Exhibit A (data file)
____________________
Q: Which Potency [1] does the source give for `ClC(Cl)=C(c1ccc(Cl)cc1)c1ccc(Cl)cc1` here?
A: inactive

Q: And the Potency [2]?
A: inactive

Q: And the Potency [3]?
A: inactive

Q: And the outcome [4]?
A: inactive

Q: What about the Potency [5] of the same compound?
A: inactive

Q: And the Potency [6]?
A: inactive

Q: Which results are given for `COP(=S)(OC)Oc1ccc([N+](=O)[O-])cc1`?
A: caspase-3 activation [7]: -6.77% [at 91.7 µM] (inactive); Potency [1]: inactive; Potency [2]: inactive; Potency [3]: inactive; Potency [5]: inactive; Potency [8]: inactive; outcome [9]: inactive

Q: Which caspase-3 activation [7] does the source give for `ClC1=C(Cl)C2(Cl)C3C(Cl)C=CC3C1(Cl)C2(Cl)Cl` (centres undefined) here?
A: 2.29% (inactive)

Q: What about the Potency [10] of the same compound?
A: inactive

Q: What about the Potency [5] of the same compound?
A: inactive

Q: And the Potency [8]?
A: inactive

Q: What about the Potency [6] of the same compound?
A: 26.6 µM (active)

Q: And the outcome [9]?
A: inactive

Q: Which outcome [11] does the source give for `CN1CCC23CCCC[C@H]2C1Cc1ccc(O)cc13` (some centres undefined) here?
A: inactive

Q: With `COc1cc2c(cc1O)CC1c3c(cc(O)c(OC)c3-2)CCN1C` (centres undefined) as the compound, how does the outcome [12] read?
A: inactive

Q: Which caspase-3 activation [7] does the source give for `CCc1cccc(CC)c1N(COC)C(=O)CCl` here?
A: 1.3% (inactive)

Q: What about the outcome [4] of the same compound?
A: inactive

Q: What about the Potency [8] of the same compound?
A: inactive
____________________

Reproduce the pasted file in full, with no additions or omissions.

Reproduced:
Q: Which Potency [1] does the source give for `ClC(Cl)=C(c1ccc(Cl)cc1)c1ccc(Cl)cc1` here?
A: inactive

Q: And the Potency [2]?
A: inactive

Q: And the Potency [3]?
A: inactive

Q: And the outcome [4]?
A: inactive

Q: What about the Potency [5] of the same compound?
A: inactive

Q: And the Potency [6]?
A: inactive

Q: Which results are given for `COP(=S)(OC)Oc1ccc([N+](=O)[O-])cc1`?
A: caspase-3 activation [7]: -6.77% [at 91.7 µM] (inactive); Potency [1]: inactive; Potency [2]: inactive; Potency [3]: inactive; Potency [5]: inactive; Potency [8]: inactive; outcome [9]: inactive

Q: Which caspase-3 activation [7] does the source give for `ClC1=C(Cl)C2(Cl)C3C(Cl)C=CC3C1(Cl)C2(Cl)Cl` (centres undefined) here?
A: 2.29% (inactive)

Q: What about the Potency [10] of the same compound?
A: inactive

Q: What about the Potency [5] of the same compound?
A: inactive

Q: And the Potency [8]?
A: inactive

Q: What about the Potency [6] of the same compound?
A: 26.6 µM (active)

Q: And the outcome [9]?
A: inactive

Q: Which outcome [11] does the source give for `CN1CCC23CCCC[C@H]2C1Cc1ccc(O)cc13` (some centres undefined) here?
A: inactive

Q: With `COc1cc2c(cc1O)CC1c3c(cc(O)c(OC)c3-2)CCN1C` (centres undefined) as the compound, how does the outcome [12] read?
A: inactive

Q: Which caspase-3 activation [7] does the source give for `CCc1cccc(CC)c1N(COC)C(=O)CCl` here?
A: 1.3% (inactive)

Q: What about the outcome [4] of the same compound?
A: inactive

Q: What about the Potency [8] of the same compound?
A: inactive